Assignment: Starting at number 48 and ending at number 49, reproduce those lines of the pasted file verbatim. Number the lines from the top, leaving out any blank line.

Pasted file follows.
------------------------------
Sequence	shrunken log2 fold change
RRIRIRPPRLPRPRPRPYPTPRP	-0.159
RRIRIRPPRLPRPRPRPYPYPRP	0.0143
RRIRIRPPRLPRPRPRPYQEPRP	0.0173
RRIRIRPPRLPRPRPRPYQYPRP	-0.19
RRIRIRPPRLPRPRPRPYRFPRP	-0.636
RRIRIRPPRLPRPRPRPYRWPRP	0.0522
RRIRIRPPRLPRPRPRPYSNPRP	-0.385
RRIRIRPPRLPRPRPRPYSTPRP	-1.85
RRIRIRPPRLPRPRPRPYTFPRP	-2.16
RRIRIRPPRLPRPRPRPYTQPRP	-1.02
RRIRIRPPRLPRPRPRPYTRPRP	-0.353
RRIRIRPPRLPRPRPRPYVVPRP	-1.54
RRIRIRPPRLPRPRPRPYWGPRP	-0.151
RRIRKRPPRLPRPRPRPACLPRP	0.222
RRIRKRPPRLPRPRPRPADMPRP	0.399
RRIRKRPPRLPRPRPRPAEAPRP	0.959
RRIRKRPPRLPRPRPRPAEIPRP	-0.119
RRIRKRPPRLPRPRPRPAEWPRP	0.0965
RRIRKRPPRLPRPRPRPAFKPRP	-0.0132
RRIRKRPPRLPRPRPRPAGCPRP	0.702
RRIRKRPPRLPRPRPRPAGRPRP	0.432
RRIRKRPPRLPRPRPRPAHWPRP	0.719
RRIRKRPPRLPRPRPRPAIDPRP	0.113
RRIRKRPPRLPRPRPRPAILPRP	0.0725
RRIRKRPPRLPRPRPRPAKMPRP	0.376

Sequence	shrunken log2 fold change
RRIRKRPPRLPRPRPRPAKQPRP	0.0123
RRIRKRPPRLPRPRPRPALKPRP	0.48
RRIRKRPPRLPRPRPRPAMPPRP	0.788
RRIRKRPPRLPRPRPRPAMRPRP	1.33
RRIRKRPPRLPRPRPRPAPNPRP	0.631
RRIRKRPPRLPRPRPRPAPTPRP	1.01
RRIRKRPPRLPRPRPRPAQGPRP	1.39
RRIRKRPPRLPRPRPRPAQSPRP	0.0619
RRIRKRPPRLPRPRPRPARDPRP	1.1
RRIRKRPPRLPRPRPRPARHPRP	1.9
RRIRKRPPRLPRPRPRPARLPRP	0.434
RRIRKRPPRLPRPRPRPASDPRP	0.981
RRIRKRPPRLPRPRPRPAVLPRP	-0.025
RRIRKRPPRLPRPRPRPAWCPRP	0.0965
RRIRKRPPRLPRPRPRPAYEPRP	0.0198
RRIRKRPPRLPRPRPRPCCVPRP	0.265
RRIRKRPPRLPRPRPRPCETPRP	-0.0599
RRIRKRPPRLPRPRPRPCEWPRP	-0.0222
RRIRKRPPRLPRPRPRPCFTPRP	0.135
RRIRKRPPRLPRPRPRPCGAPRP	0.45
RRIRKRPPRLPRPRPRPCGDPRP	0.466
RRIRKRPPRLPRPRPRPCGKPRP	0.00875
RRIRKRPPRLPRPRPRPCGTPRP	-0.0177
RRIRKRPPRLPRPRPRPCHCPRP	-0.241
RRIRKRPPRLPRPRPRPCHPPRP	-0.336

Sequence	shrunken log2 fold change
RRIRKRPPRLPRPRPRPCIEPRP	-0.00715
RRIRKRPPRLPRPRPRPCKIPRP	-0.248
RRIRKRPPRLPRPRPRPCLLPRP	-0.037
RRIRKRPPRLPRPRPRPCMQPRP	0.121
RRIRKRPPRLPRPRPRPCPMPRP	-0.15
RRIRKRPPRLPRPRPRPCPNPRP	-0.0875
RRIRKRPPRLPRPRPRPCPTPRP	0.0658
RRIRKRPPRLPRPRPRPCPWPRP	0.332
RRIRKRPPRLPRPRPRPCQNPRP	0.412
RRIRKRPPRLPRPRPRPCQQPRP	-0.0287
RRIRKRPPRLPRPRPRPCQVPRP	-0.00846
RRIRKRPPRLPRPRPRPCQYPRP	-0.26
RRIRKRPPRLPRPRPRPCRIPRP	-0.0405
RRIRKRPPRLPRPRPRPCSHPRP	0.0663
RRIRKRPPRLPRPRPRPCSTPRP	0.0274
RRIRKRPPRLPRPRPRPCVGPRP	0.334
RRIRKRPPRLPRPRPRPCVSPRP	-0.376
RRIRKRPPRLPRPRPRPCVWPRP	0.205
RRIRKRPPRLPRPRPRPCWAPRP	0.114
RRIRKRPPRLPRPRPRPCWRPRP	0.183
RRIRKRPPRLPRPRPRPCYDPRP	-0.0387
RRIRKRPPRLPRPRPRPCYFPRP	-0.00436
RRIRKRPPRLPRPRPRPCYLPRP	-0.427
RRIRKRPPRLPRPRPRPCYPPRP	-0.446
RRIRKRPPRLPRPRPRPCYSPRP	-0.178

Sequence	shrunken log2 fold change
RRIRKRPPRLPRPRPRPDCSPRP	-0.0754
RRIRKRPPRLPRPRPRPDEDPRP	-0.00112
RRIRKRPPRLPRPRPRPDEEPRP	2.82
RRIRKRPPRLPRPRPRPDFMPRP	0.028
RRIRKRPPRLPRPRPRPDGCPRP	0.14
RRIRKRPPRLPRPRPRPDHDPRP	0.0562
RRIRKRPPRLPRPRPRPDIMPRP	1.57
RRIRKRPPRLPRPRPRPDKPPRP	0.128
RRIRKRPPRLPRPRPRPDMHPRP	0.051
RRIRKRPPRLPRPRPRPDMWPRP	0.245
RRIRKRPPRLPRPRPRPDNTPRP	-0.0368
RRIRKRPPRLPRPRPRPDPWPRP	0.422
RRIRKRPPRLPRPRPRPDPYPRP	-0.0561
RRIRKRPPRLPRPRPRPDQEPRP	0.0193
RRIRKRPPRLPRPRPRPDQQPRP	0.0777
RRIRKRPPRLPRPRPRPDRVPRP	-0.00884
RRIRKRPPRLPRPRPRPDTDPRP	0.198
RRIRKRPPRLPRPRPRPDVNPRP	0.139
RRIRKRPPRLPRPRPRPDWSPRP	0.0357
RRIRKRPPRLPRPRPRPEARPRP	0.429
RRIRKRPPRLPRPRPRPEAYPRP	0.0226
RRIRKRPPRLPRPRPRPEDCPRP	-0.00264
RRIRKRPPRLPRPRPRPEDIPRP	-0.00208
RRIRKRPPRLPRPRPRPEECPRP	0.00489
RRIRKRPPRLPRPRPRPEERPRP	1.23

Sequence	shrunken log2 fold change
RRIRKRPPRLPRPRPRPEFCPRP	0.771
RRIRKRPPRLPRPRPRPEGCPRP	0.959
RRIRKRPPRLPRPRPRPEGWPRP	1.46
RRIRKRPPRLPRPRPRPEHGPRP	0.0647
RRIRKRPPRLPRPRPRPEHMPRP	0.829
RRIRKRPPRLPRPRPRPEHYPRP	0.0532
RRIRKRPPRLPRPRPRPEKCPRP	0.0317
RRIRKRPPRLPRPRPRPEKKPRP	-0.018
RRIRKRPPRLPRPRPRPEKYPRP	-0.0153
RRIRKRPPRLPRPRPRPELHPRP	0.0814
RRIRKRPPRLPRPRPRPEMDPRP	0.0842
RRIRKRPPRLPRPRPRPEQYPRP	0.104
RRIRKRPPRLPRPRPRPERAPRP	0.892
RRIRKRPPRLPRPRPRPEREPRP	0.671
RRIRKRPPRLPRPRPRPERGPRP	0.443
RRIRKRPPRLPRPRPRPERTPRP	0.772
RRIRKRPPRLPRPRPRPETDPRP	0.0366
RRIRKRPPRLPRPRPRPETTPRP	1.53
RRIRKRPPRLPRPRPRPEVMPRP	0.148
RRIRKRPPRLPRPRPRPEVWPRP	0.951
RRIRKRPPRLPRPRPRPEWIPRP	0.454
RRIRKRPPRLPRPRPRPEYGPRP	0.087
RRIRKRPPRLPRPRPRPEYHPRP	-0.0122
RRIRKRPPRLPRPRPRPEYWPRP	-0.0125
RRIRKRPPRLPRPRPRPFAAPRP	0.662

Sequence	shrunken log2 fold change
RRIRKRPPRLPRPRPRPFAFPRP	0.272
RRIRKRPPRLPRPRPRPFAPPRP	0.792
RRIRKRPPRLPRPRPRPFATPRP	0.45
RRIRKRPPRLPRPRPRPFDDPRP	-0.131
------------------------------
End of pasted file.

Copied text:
RRIRKRPPRLPRPRPRPCGDPRP	0.466
RRIRKRPPRLPRPRPRPCGKPRP	0.00875